A series of arctic fronts brought seasonably cold temps and steady snowfall during the month of February for the mountains east of the Divide. While Big Sky and Bridger were receiving steady light accumulations sporadically through the month, a couple of major snow events occurred at Showdown and Red Lodge in February. Red Lodge picked up a 2-day total of 34” on 2/18-19, and Showdown saw 36” fall 2/19 – 21. This was true cold smoke powder under cold Canadian air. Besides these big dumps, February was right around average in snowfall for most of the mountains east of the Divide. That said, Showdown was the exception with well above average snowpack.

West of the Divide, colder than average temps were widespread throughout the month of February but with the storm track running to the south, below average snowfall and snowpack were widespread across the region. By the end of February, Lost Trail and Lookout Pass brought in 20” to 25” during the last week. A monthly snow total of 60” fell at Lookout Pass, with well below average snowfall at Whitefish, which only received 38” for the entire month.

Below: The last week of February was a great one at Lost Trail Pass. Image: Dave Gardner Creative/LTSA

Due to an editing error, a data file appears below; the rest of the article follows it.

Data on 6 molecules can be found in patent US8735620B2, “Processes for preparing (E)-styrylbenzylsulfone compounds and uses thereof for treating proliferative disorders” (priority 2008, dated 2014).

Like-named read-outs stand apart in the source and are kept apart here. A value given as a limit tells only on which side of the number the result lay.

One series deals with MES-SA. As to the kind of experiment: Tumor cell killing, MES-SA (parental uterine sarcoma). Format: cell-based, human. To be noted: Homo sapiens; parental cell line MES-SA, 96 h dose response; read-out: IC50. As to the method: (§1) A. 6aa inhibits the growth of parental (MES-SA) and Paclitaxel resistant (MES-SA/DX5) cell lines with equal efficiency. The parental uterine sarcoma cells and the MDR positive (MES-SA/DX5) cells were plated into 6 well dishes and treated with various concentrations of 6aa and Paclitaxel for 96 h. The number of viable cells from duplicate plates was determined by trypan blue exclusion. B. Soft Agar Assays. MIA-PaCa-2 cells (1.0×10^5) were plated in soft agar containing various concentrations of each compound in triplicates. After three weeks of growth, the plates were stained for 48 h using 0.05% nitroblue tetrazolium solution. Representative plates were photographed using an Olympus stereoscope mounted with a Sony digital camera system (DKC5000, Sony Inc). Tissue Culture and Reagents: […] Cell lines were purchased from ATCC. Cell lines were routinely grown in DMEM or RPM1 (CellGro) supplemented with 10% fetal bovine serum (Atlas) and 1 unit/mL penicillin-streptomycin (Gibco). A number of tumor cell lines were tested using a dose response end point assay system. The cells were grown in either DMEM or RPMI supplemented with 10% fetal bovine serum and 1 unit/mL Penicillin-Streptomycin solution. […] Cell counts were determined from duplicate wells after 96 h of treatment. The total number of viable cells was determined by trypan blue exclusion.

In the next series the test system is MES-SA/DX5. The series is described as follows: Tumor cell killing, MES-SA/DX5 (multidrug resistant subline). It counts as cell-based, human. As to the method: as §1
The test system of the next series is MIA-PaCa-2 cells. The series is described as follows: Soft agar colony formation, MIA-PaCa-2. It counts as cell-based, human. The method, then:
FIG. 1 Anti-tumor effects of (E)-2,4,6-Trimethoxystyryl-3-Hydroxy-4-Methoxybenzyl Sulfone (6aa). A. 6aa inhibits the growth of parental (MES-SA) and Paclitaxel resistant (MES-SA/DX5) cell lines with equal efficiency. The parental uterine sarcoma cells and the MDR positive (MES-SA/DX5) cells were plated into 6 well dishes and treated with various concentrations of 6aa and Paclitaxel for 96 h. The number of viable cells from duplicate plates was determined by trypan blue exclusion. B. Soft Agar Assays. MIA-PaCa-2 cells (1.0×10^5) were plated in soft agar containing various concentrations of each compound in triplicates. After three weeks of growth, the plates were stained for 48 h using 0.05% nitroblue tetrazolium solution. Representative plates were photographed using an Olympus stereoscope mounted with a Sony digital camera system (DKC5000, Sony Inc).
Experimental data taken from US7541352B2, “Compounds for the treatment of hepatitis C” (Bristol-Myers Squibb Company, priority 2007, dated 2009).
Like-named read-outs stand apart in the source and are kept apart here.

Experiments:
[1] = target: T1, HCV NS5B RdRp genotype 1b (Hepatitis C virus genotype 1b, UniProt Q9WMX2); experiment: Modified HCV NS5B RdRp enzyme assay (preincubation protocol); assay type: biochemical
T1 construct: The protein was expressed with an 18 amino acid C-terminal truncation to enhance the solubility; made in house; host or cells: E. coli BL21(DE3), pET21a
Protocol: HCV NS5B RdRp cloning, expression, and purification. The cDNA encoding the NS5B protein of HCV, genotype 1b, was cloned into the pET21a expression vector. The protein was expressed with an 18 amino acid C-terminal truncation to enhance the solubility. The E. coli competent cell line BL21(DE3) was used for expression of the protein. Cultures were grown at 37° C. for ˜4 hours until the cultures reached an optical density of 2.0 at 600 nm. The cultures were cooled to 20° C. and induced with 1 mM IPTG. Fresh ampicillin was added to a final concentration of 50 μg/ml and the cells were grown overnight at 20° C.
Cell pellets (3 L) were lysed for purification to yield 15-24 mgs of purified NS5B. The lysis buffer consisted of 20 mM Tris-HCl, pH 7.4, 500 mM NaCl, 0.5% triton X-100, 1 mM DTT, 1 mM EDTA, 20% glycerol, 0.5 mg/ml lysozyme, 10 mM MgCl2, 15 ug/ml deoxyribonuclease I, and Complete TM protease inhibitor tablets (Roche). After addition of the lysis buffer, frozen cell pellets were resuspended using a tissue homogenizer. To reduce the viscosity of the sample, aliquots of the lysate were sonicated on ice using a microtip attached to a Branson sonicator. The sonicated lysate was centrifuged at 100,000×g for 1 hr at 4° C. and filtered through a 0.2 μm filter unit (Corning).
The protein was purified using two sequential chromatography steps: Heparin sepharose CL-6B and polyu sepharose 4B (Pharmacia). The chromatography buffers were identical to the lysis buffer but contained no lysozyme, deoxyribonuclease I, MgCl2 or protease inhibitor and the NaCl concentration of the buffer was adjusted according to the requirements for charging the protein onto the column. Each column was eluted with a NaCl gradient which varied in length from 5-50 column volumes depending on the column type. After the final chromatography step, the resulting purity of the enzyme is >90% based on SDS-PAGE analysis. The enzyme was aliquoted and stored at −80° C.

March started on a good note west of the Divide as a SW flow aloft brought remnants of an Atmospheric River into the region during the first week. Whitefish reported 12” between the 1st and the 3rd bringing back smiles to the local powder brethren, me included. The jet stream once again shifted south during the second week of March returning Whitefish to the doldrums where only an additional 14” fell during those last 3 weeks of the month. However, that southerly jet was quite kind to areas along, and south of the I-90 corridor. The stand outs were Lost Trail and Discovery, both along the Continental Divide on the far southwest tier of the region. In fact, Lost Trail received the most snowfall of any Montana resort/ski areas for the month of March with a reported cumulative total of 70”. Disco brought in 59”.